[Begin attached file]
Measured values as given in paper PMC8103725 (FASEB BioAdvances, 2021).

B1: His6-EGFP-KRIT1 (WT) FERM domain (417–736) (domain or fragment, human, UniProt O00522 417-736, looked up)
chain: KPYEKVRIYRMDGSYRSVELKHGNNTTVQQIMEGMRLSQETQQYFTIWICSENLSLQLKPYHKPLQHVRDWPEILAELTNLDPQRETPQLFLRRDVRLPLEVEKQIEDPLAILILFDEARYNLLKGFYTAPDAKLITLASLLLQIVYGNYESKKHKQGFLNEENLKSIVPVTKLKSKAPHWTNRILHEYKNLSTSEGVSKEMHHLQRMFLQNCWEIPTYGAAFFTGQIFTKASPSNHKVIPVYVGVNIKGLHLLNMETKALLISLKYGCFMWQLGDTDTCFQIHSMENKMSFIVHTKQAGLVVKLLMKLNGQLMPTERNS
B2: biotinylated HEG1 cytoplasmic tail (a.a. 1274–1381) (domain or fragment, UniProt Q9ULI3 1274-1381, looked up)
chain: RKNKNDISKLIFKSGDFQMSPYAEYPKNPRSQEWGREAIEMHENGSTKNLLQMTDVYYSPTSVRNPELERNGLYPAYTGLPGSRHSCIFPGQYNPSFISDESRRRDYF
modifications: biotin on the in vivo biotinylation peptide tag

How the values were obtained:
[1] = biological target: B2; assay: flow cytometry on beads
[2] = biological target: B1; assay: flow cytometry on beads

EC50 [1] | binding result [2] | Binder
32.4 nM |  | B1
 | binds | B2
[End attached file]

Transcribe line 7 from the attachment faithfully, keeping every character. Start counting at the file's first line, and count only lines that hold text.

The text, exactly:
How the values were obtained: